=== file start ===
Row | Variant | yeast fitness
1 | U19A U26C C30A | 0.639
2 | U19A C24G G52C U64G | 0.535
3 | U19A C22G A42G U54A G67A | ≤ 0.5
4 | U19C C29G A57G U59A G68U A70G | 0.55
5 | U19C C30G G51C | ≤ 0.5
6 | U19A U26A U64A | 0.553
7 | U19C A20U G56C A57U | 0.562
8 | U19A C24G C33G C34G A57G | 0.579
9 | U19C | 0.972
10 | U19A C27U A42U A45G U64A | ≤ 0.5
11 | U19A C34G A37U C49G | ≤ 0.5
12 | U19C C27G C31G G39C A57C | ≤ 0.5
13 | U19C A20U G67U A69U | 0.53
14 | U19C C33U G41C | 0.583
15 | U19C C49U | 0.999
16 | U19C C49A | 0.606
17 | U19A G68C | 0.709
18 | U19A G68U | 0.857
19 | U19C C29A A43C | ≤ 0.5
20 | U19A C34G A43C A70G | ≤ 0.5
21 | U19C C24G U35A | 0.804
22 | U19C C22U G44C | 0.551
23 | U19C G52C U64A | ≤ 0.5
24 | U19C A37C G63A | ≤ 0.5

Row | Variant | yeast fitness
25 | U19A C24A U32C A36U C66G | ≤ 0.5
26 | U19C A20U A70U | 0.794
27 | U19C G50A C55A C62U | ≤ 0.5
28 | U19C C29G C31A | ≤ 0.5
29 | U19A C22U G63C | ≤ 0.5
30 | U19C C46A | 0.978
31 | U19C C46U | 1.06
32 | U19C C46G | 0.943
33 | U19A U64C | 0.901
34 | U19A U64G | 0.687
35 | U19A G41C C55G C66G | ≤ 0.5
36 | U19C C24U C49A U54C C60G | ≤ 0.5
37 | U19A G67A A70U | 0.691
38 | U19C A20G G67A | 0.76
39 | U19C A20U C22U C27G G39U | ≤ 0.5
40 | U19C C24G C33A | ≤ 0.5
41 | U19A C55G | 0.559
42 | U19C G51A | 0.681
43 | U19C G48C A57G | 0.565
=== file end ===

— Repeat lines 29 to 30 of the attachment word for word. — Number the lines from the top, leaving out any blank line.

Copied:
27 | U19C G50A C55A C62U | ≤ 0.5
28 | U19C C29G C31A | ≤ 0.5